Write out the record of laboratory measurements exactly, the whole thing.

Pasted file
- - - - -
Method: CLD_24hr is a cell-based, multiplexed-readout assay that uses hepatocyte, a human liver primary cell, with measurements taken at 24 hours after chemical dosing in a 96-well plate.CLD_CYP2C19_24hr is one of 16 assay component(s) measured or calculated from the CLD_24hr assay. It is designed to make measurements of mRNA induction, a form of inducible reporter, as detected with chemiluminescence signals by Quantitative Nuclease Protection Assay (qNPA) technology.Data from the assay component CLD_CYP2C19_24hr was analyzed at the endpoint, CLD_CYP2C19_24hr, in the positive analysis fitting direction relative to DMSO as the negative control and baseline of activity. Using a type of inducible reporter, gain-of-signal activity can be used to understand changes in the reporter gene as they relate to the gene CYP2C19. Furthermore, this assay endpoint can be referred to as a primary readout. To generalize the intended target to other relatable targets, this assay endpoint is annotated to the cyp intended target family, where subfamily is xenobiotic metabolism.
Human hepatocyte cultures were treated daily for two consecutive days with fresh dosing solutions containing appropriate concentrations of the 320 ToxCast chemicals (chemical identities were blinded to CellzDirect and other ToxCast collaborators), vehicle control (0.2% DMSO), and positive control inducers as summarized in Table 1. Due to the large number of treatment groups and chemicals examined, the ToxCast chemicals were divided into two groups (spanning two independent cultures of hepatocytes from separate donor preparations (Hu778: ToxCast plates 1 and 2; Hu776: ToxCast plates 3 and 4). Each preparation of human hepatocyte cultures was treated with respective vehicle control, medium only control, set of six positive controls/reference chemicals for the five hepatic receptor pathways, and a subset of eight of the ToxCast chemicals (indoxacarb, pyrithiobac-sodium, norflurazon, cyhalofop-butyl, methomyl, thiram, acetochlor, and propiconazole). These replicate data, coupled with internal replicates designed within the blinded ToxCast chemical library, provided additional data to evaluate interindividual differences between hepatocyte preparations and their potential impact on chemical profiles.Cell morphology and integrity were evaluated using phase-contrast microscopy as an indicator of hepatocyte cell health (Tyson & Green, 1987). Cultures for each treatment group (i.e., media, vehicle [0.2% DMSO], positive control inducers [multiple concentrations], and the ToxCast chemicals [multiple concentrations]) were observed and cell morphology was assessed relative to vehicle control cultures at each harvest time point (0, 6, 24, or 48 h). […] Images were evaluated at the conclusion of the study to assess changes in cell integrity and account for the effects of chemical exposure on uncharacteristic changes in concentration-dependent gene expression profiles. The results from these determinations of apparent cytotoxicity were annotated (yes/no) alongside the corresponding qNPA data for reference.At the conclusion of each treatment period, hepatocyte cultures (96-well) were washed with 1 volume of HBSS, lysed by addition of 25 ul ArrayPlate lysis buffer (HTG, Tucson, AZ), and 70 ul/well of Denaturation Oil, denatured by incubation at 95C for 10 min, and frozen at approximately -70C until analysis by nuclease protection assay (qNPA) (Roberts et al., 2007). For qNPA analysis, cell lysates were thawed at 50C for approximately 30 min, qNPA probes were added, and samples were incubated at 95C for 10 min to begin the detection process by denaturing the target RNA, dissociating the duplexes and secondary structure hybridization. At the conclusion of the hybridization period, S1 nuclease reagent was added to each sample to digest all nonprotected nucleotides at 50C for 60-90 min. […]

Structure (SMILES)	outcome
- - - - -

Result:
Method: CLD_24hr is a cell-based, multiplexed-readout assay that uses hepatocyte, a human liver primary cell, with measurements taken at 24 hours after chemical dosing in a 96-well plate.CLD_CYP2C19_24hr is one of 16 assay component(s) measured or calculated from the CLD_24hr assay. It is designed to make measurements of mRNA induction, a form of inducible reporter, as detected with chemiluminescence signals by Quantitative Nuclease Protection Assay (qNPA) technology.Data from the assay component CLD_CYP2C19_24hr was analyzed at the endpoint, CLD_CYP2C19_24hr, in the positive analysis fitting direction relative to DMSO as the negative control and baseline of activity. Using a type of inducible reporter, gain-of-signal activity can be used to understand changes in the reporter gene as they relate to the gene CYP2C19. Furthermore, this assay endpoint can be referred to as a primary readout. To generalize the intended target to other relatable targets, this assay endpoint is annotated to the cyp intended target family, where subfamily is xenobiotic metabolism.
Human hepatocyte cultures were treated daily for two consecutive days with fresh dosing solutions containing appropriate concentrations of the 320 ToxCast chemicals (chemical identities were blinded to CellzDirect and other ToxCast collaborators), vehicle control (0.2% DMSO), and positive control inducers as summarized in Table 1. Due to the large number of treatment groups and chemicals examined, the ToxCast chemicals were divided into two groups (spanning two independent cultures of hepatocytes from separate donor preparations (Hu778: ToxCast plates 1 and 2; Hu776: ToxCast plates 3 and 4). Each preparation of human hepatocyte cultures was treated with respective vehicle control, medium only control, set of six positive controls/reference chemicals for the five hepatic receptor pathways, and a subset of eight of the ToxCast chemicals (indoxacarb, pyrithiobac-sodium, norflurazon, cyhalofop-butyl, methomyl, thiram, acetochlor, and propiconazole). These replicate data, coupled with internal replicates designed within the blinded ToxCast chemical library, provided additional data to evaluate interindividual differences between hepatocyte preparations and their potential impact on chemical profiles.Cell morphology and integrity were evaluated using phase-contrast microscopy as an indicator of hepatocyte cell health (Tyson & Green, 1987). Cultures for each treatment group (i.e., media, vehicle [0.2% DMSO], positive control inducers [multiple concentrations], and the ToxCast chemicals [multiple concentrations]) were observed and cell morphology was assessed relative to vehicle control cultures at each harvest time point (0, 6, 24, or 48 h). […] Images were evaluated at the conclusion of the study to assess changes in cell integrity and account for the effects of chemical exposure on uncharacteristic changes in concentration-dependent gene expression profiles. The results from these determinations of apparent cytotoxicity were annotated (yes/no) alongside the corresponding qNPA data for reference.At the conclusion of each treatment period, hepatocyte cultures (96-well) were washed with 1 volume of HBSS, lysed by addition of 25 ul ArrayPlate lysis buffer (HTG, Tucson, AZ), and 70 ul/well of Denaturation Oil, denatured by incubation at 95C for 10 min, and frozen at approximately -70C until analysis by nuclease protection assay (qNPA) (Roberts et al., 2007). For qNPA analysis, cell lysates were thawed at 50C for approximately 30 min, qNPA probes were added, and samples were incubated at 95C for 10 min to begin the detection process by denaturing the target RNA, dissociating the duplexes and secondary structure hybridization. At the conclusion of the hybridization period, S1 nuclease reagent was added to each sample to digest all nonprotected nucleotides at 50C for 60-90 min. […]

Structure (SMILES)	outcome